South Korea’s bombastic K-pop beats (and addictive K-dramas), lip-smacking cuisine and tech innovations have propelled the country to the forefront of popular culture. Nowhere is this mix of energy and enterprise more keenly felt than on the streets of Seoul.
Indeed, the best way to get acquainted with this sprawling, multifaceted city is to pound the pavement, taking on one neighbourhood at a time. Each has its own vibe, architectural aesthetics and appeal – be it historic temples, traditional markets or sleek bars and boutiques. Before your next visit, read up on the best things to do and see in these eight Seoul neighbourhoods.
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Charming heritage village
The low-key area of Samcheong-dong is also low rise, at least in Bukchon Hanok Village, an enclave of centuries-old hanok dwellings made of stone with wooden doors and sloping tile roofs. Locals still live in some of these homes; other interiors have been refitted as shops, cafes, museums and even guesthouses. Rakkojae Seoul, for instance, has four rooms with natural jade ondol (heated) floors and cedar wood soaking tubs. Bukchon buzzes with tourists, often dressed in brightly coloured hanbok, which are available to rent from local shops.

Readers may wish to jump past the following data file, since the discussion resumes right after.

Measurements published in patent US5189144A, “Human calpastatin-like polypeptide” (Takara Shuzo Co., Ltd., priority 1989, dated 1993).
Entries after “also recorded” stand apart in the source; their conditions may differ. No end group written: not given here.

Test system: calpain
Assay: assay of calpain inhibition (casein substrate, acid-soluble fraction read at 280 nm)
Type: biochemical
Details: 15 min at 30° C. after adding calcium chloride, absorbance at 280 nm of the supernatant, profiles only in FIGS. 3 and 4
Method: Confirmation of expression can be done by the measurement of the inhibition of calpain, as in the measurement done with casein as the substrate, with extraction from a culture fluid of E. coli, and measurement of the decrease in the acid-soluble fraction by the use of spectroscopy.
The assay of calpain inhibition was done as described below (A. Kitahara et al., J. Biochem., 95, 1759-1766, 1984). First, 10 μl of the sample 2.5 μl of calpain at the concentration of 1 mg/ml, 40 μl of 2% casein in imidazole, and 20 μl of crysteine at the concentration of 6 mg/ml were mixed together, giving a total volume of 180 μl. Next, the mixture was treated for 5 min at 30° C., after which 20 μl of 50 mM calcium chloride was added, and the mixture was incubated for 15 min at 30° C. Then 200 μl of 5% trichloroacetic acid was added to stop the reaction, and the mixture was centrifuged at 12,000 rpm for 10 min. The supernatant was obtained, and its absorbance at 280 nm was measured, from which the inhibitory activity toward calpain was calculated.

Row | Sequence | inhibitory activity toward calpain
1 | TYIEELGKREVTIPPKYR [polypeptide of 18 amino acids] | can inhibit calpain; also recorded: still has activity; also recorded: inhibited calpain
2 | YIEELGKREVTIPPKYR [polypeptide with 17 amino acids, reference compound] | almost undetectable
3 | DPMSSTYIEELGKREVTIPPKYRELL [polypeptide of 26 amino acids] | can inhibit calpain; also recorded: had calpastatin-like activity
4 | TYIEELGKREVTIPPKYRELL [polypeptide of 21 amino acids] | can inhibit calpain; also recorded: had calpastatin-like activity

Continue your time travels at nearby palaces: Gyeongbokgung is known for its changing of the guards ceremony, while better-preserved Changdeokgung has the Unesco World Heritage stamp of approval. When you’re ready to step back into the modern world, visit the National Museum of Modern and Contemporary Art for avant-garde pieces by Korean masters such as Yoo Young-kuk – a pioneer of the abstract movement – alongside works by international artists.
Credit: courtesy of Ryse
Boisterous nights out